We were friends before, all of us, for several years, and this was partly a way of finding our way back to each other as well, as over time we had all become busy, had children, grown apart, moved physically further away from each other, seen each other socially less and less. Jobs and kids and houses and activities and time pushing us apart and widening the cracks.
For 5 years we've taken turns hosting dinners for each other. In that 5 years there have only been a handful of times when one of us couldn't make it to the designated evening. Each time we have the dinners, every 2-3 months, the 4 guests bring a small gift for the hostess, and this little tradition has also become a fun and anticipated part of the event. We all have fun picking out something that fits the hostess perfectly and enjoying the reaction when our gift is opened.
All of us are North Americans, married to Swedes. All of us have been here for a long time and are here long-term. When I met Angie, she had already been in Sweden for 8 years, and I've been here 14 now. Kelly has been here since 1988, Emily since 2 years before me; Debbie arrived the year after.
The year before she invited us all to form this dinner club, Debbie had taken her 3 children and moved back to Canada for a school year. She wanted her kids to experience at least one year of a childhood in her home country. She hadn't been back herself for 17 years, since she had moved around a great deal as an adult and she and her husband had lived in the US, the UK and Norway before moving to Sweden. While she was there, each time one of her kids said they missed something from home, she urged them to not worry about the things waiting for them at home in Sweden, because they only had this one year to enjoy all the things about life in Canada. All the things back home would be there when they got back. But she realized, after the year was over, and life had begun to resume its normal routine, that it hadn't been true for her. She didn't feel like she had anything waiting for her here in Sweden (apart from her family) that could help anchor her.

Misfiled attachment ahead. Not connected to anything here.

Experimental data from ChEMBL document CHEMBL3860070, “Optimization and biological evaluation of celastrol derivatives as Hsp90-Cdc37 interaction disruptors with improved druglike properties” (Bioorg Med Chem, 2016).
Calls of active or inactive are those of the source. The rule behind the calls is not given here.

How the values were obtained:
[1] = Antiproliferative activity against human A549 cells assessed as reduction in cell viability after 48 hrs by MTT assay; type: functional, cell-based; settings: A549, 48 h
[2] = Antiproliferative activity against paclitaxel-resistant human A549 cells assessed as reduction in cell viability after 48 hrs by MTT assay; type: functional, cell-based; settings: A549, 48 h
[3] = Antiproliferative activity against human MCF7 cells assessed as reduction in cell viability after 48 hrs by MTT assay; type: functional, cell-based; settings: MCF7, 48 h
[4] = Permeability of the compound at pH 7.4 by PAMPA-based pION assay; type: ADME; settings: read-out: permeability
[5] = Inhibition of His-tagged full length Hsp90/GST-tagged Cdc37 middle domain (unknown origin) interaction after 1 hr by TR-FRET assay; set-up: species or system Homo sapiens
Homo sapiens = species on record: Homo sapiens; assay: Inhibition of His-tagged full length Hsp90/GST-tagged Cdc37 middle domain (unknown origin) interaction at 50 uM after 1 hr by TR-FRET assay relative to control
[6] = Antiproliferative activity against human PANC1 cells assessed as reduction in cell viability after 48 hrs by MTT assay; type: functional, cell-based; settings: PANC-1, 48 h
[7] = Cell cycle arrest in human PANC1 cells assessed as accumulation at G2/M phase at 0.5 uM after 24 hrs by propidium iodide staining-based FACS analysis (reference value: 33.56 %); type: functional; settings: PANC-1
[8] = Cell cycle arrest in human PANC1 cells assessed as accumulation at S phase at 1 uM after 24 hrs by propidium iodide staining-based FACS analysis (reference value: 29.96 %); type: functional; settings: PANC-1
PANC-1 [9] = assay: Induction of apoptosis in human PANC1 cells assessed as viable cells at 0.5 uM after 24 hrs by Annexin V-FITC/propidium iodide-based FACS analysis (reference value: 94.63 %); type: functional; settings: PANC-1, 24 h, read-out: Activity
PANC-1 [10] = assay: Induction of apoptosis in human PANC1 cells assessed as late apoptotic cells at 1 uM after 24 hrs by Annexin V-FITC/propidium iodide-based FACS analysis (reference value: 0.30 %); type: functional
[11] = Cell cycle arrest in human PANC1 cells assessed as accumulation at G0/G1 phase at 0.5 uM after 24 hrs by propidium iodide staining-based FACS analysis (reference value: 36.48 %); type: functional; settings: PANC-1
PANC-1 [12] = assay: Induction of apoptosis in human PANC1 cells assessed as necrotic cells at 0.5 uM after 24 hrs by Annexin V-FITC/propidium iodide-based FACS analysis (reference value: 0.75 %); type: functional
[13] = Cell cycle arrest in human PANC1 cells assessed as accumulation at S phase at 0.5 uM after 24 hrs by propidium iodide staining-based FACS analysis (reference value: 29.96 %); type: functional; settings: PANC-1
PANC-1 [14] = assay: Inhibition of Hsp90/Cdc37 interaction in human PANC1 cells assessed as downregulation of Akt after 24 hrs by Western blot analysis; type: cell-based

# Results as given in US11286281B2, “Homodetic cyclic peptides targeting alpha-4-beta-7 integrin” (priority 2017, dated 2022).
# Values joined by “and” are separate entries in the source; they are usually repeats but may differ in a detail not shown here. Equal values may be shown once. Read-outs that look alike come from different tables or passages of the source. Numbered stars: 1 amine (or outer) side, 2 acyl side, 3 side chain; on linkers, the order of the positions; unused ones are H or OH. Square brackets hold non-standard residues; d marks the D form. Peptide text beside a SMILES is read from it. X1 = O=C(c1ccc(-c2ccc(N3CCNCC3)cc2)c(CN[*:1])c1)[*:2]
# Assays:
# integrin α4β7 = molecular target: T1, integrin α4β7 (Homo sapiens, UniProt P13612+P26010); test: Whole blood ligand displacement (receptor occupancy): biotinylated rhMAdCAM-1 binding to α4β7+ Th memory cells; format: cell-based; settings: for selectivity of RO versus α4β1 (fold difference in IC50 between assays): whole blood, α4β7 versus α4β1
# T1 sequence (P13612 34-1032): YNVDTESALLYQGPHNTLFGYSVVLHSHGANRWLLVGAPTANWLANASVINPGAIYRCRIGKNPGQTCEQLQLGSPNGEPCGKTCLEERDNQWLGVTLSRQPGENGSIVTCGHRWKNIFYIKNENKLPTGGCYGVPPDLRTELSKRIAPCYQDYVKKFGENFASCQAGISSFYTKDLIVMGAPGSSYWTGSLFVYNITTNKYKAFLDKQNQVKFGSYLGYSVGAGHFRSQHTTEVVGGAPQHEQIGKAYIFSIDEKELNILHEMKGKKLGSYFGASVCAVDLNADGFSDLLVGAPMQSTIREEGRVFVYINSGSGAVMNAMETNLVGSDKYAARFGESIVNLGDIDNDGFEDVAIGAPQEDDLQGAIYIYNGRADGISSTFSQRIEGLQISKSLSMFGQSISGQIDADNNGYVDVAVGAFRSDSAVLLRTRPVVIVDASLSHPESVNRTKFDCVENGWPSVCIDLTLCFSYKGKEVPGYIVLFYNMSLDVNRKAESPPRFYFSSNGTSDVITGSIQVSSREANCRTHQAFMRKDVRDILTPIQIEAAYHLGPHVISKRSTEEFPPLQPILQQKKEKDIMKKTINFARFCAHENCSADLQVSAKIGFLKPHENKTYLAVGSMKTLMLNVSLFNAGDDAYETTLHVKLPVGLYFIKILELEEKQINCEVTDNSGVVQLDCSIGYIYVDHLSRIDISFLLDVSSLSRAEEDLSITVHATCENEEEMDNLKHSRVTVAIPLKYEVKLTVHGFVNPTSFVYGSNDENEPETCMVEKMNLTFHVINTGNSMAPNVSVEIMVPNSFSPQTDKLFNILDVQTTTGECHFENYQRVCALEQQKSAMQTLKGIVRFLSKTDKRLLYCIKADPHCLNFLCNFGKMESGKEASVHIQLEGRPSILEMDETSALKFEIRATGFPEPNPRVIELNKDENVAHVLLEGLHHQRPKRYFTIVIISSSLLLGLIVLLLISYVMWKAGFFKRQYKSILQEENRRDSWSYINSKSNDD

Last night, we celebrated our 5-year anniversary of Wonders dinners, but what we really celebrated was a commitment to each other. To be friends, to stay friends, and to be able to count on each other. Even if some of us rarely get together outside of these dinners. Even if life keeps pulling us in different directions. We've gone through marital crises, health crises, job changes, parenting problems and all the other possible combinations of joys and sorrows that friendship can encompass.
We invited our husbands along this time to join in our celebration; they've all known each other as long as we have and enjoy each other's company on the all too-rare occasions they get to see each other, too.
Because it was Valentine's weekend, Debbie had decorated with hearts and pink and red candles and served a delicious apértif involving frozen crushed watermelon. We all dressed up, and we all contributed to the meal, which was fantastic: Turkey breasts with a mushroom cream sauce, hasselback potatoes, a huge salad full of yummy stuff, and a double-layer red velvet cake frosted with hearts and glitter. And we joked and laughed and reminisced and hugged and Kelly made a speech that had us all in tears. I'm looking forward to the next 5 years of dates with these women, these friends, these incredibly important people that mean so much to me, and the 5 after that. And all the rest as well.
Brilliant Sparkling Belated Birthday Wishes to another incredibly important person in my life: the incomparable Mystic Vixen!
*Title from a quote by Lois Kaufman